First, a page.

Washington - Oppose SB 5292 | Council For Citizens Against Government Waste

Washington - Oppose SB 5292

State Action

 

 

February 19, 2019

Ways and Means Committee
Washington State Senate
State Capitol Building
Olympia, WA 989504

Dear Senator,

On behalf of the 49,644 members of the Council for Citizens Against Government Waste (CCAGW) in Washington, I urge you to oppose Senate Bill 5292.  This legislation would impose on pharmaceutical manufacturers wasteful and unnecessary mandates that would do nothing to lower the cost of drugs and hurt the patients who need them most.

SB 5292 would require pharmaceutical manufacturers to disclose proprietary information about the price of drugs, including 60 days’ advance notice of a price increase.  Requiring this disclosure will not lower the drug’s cost and could lead to hoarding and shortages.  Since many generic drugs are very inexpensive, a price increase of pennies per dosage would be covered by this legislation.

A July 2, 2015 Federal Trade Commission report, “Price Transparency or TMI,” concluded that forced disclosure of sensitive and proprietary information can undermine natural market forces and hinder the competition that results in innovation and lower costs.  This is a particularly important consideration because the cost of prescription drugs is the only significant component of the healthcare system that diminishes over time.  If any of the information required in SB 5292 is leaked or even reported in the aggregate, it would be beneficial to competitors and stifle price reduction negotiations.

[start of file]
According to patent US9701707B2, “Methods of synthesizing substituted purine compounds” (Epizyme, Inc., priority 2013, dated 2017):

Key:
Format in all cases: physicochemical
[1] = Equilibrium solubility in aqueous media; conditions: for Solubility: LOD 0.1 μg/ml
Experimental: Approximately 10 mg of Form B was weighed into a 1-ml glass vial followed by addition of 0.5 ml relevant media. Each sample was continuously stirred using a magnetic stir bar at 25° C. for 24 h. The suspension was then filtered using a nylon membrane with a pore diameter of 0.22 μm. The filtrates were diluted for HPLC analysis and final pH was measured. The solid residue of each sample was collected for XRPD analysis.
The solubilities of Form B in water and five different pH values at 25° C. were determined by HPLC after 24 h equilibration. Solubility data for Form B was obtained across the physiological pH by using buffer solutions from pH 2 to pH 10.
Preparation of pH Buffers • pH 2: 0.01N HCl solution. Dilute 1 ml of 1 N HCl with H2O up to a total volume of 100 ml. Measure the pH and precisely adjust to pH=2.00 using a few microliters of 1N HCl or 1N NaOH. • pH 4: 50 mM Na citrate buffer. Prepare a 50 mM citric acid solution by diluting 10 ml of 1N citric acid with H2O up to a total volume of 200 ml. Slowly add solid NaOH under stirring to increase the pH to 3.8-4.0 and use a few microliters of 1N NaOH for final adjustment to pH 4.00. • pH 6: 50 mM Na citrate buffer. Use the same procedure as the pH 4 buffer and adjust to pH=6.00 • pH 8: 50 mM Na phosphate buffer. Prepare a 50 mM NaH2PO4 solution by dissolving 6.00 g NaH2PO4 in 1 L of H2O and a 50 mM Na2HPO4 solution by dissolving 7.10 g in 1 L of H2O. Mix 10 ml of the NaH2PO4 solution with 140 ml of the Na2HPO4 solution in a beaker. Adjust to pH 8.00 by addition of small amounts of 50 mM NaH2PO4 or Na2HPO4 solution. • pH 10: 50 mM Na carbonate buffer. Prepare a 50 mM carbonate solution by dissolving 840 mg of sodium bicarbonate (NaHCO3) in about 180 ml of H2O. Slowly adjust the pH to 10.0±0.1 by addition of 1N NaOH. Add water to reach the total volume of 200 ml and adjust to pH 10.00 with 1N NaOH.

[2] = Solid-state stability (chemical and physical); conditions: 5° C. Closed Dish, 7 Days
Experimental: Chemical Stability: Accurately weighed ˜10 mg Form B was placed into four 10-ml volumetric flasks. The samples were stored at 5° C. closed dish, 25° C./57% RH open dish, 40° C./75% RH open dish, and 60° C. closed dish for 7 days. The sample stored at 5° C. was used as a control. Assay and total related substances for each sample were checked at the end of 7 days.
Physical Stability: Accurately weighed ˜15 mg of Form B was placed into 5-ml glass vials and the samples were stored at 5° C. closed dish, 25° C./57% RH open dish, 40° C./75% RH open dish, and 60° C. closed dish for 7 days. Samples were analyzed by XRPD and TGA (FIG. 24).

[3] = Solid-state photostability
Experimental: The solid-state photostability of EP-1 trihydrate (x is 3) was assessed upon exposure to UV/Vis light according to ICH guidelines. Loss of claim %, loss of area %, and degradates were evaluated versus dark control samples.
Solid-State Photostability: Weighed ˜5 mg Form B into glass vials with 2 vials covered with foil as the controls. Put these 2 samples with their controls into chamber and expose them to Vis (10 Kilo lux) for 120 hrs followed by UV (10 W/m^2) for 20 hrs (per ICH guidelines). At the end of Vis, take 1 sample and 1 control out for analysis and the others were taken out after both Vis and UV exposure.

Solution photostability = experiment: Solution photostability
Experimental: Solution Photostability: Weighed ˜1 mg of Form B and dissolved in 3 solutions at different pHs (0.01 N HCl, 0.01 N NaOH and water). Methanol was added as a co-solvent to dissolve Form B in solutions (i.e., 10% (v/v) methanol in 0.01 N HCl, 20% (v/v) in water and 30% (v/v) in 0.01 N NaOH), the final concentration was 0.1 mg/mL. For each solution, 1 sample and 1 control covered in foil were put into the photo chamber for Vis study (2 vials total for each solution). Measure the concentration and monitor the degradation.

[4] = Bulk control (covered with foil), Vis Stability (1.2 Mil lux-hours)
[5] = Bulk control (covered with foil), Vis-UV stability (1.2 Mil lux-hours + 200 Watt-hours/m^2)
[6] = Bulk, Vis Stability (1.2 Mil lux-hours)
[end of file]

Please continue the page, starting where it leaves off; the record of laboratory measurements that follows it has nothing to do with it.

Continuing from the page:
SB 5292 would require prices to be reported based on the wholesale acquisition cost (WAC), which is not an accurate measure of the true cost of a medicine.  Pharmaceutical companies, pharmacy benefit managers, insurers, and pharmacists engage in robust negotiations that lead to lower drug costs for their customers.  Instituting transparency requirements such as those advocated in SB 5292 would interfere with these negotiations, cost the stakeholders large sums of money to gather and report the information in a timely basis to avoid the fines, and would drive up costs, not lower them.

Lastly, the Supreme Court looks unfavorably on requirements that compel speech.  This legislation would likely result in unnecessary court challenges that will waste taxpayer dollars.

Enacting SB 5292 would represent serious governmental overreach, pointlessly single out pharmaceutical manufacturers, fail to lower the cost of medicines, and hurt patients.  I urge you to oppose this legislation.

Sincerely,

Thomas A. Schatz

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